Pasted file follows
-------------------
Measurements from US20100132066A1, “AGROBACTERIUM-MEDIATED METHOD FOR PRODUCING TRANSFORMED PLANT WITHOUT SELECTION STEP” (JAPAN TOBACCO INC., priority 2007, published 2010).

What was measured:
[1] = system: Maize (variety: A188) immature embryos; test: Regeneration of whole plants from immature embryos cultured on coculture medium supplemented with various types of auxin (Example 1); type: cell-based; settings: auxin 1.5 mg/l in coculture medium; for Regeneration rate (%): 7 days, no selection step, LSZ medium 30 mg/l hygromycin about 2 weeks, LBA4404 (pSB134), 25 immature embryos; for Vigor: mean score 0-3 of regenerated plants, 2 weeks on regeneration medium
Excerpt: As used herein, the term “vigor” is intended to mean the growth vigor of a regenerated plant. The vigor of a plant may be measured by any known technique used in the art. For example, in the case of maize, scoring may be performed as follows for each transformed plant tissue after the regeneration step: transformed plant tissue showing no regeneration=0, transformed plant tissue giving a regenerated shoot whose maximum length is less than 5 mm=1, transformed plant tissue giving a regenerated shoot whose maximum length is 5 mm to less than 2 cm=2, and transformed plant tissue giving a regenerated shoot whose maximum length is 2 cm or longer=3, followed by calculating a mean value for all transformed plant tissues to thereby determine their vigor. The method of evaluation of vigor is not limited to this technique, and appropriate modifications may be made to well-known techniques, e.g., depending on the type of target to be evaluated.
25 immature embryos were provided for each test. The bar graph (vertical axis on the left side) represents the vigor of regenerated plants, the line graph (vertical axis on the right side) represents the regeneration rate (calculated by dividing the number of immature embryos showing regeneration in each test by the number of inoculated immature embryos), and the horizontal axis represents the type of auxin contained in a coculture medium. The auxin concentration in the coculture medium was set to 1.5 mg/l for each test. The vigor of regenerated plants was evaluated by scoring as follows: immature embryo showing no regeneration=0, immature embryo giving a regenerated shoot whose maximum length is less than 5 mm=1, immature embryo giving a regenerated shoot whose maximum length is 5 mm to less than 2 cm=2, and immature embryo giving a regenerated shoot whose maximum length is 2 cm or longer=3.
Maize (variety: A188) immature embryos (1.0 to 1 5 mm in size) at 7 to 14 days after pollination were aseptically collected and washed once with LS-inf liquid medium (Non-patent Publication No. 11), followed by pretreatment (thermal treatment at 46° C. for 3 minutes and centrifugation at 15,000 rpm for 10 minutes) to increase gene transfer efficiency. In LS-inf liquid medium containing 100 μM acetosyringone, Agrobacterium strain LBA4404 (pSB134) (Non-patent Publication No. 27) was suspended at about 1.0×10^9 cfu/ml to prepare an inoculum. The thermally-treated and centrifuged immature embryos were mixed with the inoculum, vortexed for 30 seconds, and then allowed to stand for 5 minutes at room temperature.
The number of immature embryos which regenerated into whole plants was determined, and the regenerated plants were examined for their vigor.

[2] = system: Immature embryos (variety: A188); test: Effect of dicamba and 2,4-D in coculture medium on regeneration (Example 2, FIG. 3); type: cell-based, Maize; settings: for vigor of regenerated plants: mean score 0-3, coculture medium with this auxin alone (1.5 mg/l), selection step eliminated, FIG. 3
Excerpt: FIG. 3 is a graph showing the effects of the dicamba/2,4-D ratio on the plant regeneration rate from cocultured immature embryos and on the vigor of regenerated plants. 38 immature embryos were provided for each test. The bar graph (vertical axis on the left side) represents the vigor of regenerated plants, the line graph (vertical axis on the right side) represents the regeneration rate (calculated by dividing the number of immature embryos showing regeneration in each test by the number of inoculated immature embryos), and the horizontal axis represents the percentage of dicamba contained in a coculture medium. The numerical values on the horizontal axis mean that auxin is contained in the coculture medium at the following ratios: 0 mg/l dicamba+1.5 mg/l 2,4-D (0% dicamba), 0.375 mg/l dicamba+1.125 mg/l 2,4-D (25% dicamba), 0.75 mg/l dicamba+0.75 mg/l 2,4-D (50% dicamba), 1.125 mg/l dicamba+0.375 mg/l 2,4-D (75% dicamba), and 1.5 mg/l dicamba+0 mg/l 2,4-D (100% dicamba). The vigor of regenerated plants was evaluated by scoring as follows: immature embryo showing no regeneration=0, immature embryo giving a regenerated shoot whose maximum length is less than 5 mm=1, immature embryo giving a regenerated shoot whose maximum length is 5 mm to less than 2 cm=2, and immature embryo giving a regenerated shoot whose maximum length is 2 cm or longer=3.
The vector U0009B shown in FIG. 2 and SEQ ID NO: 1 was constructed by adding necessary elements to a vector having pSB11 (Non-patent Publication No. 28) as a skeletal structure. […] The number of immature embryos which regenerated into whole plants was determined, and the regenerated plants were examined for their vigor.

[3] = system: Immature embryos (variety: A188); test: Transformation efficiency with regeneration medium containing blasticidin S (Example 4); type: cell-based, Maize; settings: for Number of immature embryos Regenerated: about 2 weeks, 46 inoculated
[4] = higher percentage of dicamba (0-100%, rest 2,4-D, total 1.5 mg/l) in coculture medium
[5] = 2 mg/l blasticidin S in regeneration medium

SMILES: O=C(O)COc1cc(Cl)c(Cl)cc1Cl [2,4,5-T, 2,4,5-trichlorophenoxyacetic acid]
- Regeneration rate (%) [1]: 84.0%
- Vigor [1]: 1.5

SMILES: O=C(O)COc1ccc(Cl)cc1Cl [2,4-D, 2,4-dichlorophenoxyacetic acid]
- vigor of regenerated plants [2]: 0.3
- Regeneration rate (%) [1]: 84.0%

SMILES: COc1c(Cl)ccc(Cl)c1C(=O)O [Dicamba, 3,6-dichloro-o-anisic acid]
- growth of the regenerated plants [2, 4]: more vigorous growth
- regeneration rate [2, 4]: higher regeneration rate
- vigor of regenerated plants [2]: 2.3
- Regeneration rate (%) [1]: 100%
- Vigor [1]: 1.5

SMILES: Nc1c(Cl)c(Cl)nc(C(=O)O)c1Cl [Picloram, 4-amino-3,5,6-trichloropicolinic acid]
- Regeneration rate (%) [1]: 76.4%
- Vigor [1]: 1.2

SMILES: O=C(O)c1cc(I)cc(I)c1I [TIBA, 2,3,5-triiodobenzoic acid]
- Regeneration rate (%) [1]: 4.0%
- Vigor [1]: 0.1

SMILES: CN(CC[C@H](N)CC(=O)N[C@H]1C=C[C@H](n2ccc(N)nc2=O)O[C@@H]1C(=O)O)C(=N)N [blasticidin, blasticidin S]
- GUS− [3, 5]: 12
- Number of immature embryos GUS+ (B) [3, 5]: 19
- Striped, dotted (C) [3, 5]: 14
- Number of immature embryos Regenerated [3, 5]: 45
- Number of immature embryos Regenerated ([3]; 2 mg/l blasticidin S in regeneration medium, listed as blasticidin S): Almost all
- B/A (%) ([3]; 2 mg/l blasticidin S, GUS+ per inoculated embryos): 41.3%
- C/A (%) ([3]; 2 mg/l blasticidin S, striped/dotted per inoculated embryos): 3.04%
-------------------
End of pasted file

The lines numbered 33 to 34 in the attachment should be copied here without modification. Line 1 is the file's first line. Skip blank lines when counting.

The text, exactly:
- GUS− [3, 5]: 12
- Number of immature embryos GUS+ (B) [3, 5]: 19